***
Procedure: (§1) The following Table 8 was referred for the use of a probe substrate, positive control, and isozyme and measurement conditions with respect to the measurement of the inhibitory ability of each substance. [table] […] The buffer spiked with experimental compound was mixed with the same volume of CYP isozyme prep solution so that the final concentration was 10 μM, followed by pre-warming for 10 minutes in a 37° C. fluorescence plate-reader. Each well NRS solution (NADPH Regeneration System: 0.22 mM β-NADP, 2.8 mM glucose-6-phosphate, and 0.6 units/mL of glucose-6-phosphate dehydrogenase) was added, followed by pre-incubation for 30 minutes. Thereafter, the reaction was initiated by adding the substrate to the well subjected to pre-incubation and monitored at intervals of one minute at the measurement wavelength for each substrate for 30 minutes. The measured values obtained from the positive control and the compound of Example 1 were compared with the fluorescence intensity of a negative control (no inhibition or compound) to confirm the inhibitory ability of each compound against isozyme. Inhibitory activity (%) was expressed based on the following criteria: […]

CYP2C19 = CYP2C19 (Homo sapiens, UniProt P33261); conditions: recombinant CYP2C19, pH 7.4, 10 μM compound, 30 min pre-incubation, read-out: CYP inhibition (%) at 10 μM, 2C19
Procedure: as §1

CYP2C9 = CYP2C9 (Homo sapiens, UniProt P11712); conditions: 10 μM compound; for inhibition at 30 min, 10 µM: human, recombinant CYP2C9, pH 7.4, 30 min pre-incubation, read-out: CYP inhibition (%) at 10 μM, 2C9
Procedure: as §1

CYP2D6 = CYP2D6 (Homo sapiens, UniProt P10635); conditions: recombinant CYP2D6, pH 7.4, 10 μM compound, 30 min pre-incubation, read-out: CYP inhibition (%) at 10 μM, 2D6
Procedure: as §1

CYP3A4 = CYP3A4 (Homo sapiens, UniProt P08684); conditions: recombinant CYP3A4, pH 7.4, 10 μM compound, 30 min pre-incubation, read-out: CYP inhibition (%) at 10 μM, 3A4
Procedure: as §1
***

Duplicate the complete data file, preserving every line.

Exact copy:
Procedure: (§1) The following Table 8 was referred for the use of a probe substrate, positive control, and isozyme and measurement conditions with respect to the measurement of the inhibitory ability of each substance. [table] […] The buffer spiked with experimental compound was mixed with the same volume of CYP isozyme prep solution so that the final concentration was 10 μM, followed by pre-warming for 10 minutes in a 37° C. fluorescence plate-reader. Each well NRS solution (NADPH Regeneration System: 0.22 mM β-NADP, 2.8 mM glucose-6-phosphate, and 0.6 units/mL of glucose-6-phosphate dehydrogenase) was added, followed by pre-incubation for 30 minutes. Thereafter, the reaction was initiated by adding the substrate to the well subjected to pre-incubation and monitored at intervals of one minute at the measurement wavelength for each substrate for 30 minutes. The measured values obtained from the positive control and the compound of Example 1 were compared with the fluorescence intensity of a negative control (no inhibition or compound) to confirm the inhibitory ability of each compound against isozyme. Inhibitory activity (%) was expressed based on the following criteria: […]

CYP2C19 = CYP2C19 (Homo sapiens, UniProt P33261); conditions: recombinant CYP2C19, pH 7.4, 10 μM compound, 30 min pre-incubation, read-out: CYP inhibition (%) at 10 μM, 2C19
Procedure: as §1

CYP2C9 = CYP2C9 (Homo sapiens, UniProt P11712); conditions: 10 μM compound; for inhibition at 30 min, 10 µM: human, recombinant CYP2C9, pH 7.4, 30 min pre-incubation, read-out: CYP inhibition (%) at 10 μM, 2C9
Procedure: as §1

CYP2D6 = CYP2D6 (Homo sapiens, UniProt P10635); conditions: recombinant CYP2D6, pH 7.4, 10 μM compound, 30 min pre-incubation, read-out: CYP inhibition (%) at 10 μM, 2D6
Procedure: as §1

CYP3A4 = CYP3A4 (Homo sapiens, UniProt P08684); conditions: recombinant CYP3A4, pH 7.4, 10 μM compound, 30 min pre-incubation, read-out: CYP inhibition (%) at 10 μM, 3A4
Procedure: as §1